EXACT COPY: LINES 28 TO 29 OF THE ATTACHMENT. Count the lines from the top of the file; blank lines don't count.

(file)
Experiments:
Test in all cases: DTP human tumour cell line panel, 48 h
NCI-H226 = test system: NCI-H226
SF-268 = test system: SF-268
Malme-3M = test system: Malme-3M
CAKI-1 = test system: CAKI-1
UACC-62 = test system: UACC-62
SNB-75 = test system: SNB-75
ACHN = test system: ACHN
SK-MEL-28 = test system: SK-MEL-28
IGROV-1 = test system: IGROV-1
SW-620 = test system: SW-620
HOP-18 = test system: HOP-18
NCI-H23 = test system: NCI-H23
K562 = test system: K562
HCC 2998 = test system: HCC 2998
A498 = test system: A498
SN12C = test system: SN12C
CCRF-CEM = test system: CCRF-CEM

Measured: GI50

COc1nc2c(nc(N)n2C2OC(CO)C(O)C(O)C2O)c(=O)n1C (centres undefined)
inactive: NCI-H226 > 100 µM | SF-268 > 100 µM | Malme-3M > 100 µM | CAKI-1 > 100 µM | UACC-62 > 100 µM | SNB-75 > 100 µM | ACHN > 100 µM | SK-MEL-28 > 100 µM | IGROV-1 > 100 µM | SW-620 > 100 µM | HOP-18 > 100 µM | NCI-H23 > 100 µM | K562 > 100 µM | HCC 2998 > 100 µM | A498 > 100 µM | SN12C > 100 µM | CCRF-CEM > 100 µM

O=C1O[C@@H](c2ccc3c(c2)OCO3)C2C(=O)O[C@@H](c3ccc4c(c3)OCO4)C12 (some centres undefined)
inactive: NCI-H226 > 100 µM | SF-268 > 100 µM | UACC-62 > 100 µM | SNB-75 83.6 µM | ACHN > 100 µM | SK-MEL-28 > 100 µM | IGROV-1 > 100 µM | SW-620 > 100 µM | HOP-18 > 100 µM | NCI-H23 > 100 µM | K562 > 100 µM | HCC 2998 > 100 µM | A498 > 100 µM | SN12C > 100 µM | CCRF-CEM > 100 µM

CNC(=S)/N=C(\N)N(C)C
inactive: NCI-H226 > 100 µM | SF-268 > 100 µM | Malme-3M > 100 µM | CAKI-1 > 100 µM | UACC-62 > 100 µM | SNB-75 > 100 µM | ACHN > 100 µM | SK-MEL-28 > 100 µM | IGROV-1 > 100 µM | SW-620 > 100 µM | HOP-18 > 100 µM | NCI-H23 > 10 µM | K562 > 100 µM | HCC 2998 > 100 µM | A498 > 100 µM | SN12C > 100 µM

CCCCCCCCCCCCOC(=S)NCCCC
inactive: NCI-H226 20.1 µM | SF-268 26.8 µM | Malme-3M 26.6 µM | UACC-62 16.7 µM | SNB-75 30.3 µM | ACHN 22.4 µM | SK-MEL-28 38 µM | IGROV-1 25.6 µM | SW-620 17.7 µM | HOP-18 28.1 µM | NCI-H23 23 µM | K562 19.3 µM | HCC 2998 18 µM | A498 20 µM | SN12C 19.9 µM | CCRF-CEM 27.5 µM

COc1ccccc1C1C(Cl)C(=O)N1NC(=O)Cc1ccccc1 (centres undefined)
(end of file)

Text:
inactive: NCI-H226 20.1 µM | SF-268 26.8 µM | Malme-3M 26.6 µM | UACC-62 16.7 µM | SNB-75 30.3 µM | ACHN 22.4 µM | SK-MEL-28 38 µM | IGROV-1 25.6 µM | SW-620 17.7 µM | HOP-18 28.1 µM | NCI-H23 23 µM | K562 19.3 µM | HCC 2998 18 µM | A498 20 µM | SN12C 19.9 µM | CCRF-CEM 27.5 µM

COc1ccccc1C1C(Cl)C(=O)N1NC(=O)Cc1ccccc1 (centres undefined)